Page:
Connboxes, project looking glass, and ambient videopresence in 2013

I've had this post in a tab on Chrome on my iPad for yonks now, and finally this weekend I finally got round to reading the lovely BERG piece about the Connbox project they did with Google back in 2011.

There's a reason the post lingered in Chrome for as long as it did - it's a typical Matt Jones behemoth of a post, and it takes a good 20 mninutes to read through fully and watch the videos to fully understand the nuances of the prototype physical products they're building.

Carve out 30 minutes

If have any passing interest in product design though, or how people relate to each other through computers, I'd recommend making the time to work through the piece - it's easily one of the most satisfying pieces I've read in some time, especially when you bear in mind this was all done in 2011.

Ambient videopresence in 2013

Since this work was originally done, Google Hangouts has been launched, and if there are any remote workers, the majority of tech companies I have friends in use daily.

What's also interesting is that we're seeing some of the ambient qualities of video being picked up outside of top secret projects like this:

It's not uncommon to have long running Google hangouts in use for staff to dip into, like extremely high bandwidth IRC now. There are even hubot plugins specifically to make this easy to do], from more commoon Campfire or IRC chats used in tech teams.

As the price of these gadgets heads ever downwards, you're also seeing similar projects appear as well, with full instructions for setting these up yourself. Tom Taylor's recent piece, Project Looking Glass is a fantastic post to look into if any of this has piqued your interest, as it explains how he did this for hook up the Glasgow and London offices of Newspaper Club.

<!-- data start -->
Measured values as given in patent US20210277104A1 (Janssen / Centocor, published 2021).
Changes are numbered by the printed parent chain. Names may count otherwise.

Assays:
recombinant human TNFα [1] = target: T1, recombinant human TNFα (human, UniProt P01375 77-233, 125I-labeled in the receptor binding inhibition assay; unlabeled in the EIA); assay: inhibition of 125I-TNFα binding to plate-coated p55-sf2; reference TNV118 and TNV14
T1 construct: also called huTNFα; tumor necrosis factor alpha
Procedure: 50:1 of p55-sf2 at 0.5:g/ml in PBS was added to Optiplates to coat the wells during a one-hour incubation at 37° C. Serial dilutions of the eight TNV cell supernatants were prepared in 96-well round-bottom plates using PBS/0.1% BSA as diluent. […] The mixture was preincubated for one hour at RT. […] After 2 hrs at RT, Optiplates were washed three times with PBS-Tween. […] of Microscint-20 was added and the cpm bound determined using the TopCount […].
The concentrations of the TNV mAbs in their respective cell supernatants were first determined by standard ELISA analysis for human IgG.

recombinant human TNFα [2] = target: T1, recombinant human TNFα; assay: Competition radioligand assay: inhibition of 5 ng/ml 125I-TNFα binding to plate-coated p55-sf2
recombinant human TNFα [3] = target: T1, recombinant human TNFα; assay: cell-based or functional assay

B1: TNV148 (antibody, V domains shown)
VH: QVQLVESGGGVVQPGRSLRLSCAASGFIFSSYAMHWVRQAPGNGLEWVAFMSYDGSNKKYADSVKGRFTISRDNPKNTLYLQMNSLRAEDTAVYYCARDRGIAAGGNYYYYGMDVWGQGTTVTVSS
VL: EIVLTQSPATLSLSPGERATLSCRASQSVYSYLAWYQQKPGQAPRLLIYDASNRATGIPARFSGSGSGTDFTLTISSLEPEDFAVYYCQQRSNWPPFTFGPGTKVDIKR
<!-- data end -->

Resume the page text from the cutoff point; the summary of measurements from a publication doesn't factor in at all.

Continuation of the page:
Taking the digital out of video conferencing

One thing that really struck me where when reading both Tom and Matt's piece was how all the high tech gubbins affords much more analogue, interactions with each other again.

Watch this video here, showing a) using scribbled notes to communicate textually, and crucially toward the end, how they use a fleeting glances at the screen to find cues to speak to communicate with each other.

You can see the same with Tom's looking glass too:

Through the Looking Glass

Reading this post has inspired me somewhat to pick up a Raspberry Pi and see if I can get Herenow working on it, to see what I can learn about using small, internet connected boxes and physical presence.

There go the next few weekends…

Further reading

  • Connbox - Prototyping physical presence
  • Project Stargate - always on video connection for remote offices
  • Project Looking Glass - Tom Taylor's variant, made from Raspberry Pis, spare monitors, and cheap webcams, for about £150.
  • Matt Web's Glancing - an early, fascinating experiment in capturing the fleeting, ambiguous quality of real life interactions.
  • HereNow - A toy app I've been building, to allow people to automatically declare their presence to small groups of friends in spaces served by wifi.

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